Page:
Great question.

Before I broke my neck I ran cross-country for Cornwall and my best result was in Exeter Road Race, in which I came eighth out of a few hundred people. This was 25 years ago. I always wanted to run the London Marathon with my stepdad, it was an ambition and I had no doubt it was going to happen one day. Of course, that particular “one day in the future” never came and now it never will.

After joining Twitter in January this year, I soon caught on to some of the great motivators there, and especially the great motivational authors. Bruce Van Horn was a name that kept cropping up, and I often saw retweets about his marathon training book ‘You Can Go the Distance!’ As he was seen as a great motivator and the book was on special offer at 99p I thought…why not?

Well for a start, the full title is ‘You Can Go the Distance! Marathon Training Guide: Advice, Plans and Motivation for All Runners’ – which might lead you to think I am not exactly the target market.  But I don’t think Amazon have a book called ‘You Can Go the Distance! Just make sure your wheelchair is fully charged.’

So here I am paralysed in an electric wheelchair reading about becoming a marathon runner, 25 years too late. Now I cannot tell you if the techniques work or whether it would give anybody the ability to run a marathon but this is what I took away from it.

I love helping people find their desires and set goals, help them to devise action plans that will achieve the things they didn’t think they could ever have. This book taught me to break things down – of course we all know this in principle, but we very seldom break down a single task that would normally extend over several hours. If one of your tasks or actions is going to take four hours, instead think of it as 8×30 minutes. That’s instantly better.

It also reinforced my belief in taking breaks, and my view that it’s okay to pat yourself on the back occasionally. When you manage to accomplish something or reach a goal (for me it would be a whole chapter in a book, for a marathon runner it would be a long run), then sit back and enjoy the achievement for a while. This is important because just as muscles heal, recuperate and grow while at rest, so does the mind. Many people believe they have bad memories, which is not true; they just don’t use their memory enough for it to grow and become stronger. This is called neuroplasticity, where your brain will adapt and change to become best at what you do most. This is why talent is often misattributed as being genetic, when in fact that ignores and belittles the amount of time and effort truly talented people put in over the years. Anyway, I’m going off on a tangent.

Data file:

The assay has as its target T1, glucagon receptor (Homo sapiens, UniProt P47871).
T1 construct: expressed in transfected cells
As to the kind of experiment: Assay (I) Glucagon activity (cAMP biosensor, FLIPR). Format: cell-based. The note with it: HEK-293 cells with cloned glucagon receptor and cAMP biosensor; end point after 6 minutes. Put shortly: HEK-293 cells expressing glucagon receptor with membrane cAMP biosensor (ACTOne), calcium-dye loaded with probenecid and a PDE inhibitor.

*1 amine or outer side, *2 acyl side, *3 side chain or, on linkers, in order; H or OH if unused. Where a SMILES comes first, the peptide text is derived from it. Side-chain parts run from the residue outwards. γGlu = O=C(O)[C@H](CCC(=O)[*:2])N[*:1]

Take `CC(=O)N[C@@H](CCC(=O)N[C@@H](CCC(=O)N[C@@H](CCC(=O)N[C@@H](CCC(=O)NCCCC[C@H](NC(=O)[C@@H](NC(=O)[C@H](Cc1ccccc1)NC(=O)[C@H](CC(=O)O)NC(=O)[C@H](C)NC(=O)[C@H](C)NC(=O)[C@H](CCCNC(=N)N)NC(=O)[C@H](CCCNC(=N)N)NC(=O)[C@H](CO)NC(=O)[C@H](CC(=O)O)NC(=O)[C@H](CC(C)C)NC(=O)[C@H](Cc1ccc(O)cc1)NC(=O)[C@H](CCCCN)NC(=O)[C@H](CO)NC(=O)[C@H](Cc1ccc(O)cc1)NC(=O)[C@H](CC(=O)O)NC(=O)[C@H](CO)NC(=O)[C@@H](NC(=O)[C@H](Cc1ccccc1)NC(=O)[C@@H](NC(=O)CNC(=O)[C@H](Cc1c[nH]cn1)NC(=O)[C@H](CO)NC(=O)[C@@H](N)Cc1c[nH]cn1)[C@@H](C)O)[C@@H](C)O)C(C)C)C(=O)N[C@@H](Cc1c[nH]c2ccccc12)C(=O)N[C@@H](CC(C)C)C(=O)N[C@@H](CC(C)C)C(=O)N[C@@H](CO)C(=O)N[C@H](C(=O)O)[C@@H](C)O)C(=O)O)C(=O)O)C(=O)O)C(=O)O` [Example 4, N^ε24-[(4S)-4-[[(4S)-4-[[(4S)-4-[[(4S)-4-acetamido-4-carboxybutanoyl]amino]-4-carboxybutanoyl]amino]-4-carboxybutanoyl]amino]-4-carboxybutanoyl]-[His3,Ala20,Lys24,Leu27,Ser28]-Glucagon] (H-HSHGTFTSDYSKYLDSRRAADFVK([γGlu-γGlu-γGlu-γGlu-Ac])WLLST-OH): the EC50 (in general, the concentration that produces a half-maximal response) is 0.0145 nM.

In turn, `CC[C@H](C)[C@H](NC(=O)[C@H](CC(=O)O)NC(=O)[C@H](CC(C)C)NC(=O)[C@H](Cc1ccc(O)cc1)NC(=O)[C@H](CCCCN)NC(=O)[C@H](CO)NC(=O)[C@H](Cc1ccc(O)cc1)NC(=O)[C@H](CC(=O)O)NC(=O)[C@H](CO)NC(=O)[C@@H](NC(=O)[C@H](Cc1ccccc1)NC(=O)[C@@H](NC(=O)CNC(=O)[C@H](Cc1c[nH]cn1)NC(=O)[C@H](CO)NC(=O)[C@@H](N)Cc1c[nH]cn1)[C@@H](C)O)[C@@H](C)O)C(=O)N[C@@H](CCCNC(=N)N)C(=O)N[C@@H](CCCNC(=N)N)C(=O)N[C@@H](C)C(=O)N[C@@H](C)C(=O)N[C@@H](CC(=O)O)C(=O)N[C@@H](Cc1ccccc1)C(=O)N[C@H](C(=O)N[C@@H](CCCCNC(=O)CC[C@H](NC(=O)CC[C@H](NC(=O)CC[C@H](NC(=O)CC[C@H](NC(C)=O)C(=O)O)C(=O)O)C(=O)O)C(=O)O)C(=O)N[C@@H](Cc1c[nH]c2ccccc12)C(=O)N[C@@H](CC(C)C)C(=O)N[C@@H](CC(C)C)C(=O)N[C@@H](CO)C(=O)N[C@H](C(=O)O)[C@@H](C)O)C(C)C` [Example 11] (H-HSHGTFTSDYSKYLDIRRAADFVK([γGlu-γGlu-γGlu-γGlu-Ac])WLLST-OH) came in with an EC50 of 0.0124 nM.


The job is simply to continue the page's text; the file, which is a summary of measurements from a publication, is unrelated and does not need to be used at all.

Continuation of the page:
My own book “The Moving Road” is about finding your goal and embarking on your journey to get there – it has so many similarities to running a marathon that I could write a dozen metaphors off the top of my head right now – but you get the gist.

Bruce’s book gives a very detailed breakdown of what you should and shouldn’t do on race day, which translated into my life is a public speaking event: no matter what happens, you shouldn’t change your plans. You have prepared a routine, it is what you know and what you have grown comfortable with. It might not work out, it might have not been the best plan – but it doesn’t mean we cannot learn from it!

I skipped the chapter about new shoes because my shoes last for years, sometimes even with the price sticker on the bottom – and they go out of fashion before they look a week old. But whether you’re a runner or a writer you need to be comfortable, because you cannot focus on your daily actions if you are not comfortable.

This review ended up as more of an article! Well, anyway. The one thing that become more apparent to me in the past 12 months is to read, read, and read more – read anything, even if you’re not sure how relevant it is to you. There is nearly always something you can learn.  There’s a brilliant little tip in Bruce’s book about music tempo. I use that one myself – it helps my own personal exercise routine a lot.

‘You Can Go the Distance’ was easy to read and to the point. I found it simple to follow and understand, even with absolutely no knowledge of running. If you want to be a runner of any distance this is your handbook.

Now here is the question: should I read up on how to play football next?

Get a copy of Bruce Van Horn book below.

I am a survivor, meditation and mindfulness coach. I have a stepdaughter and live in sunny Cornwall, UK. I broke my neck at the age of 18 which left me paralysed from the chest down with limited our movement.

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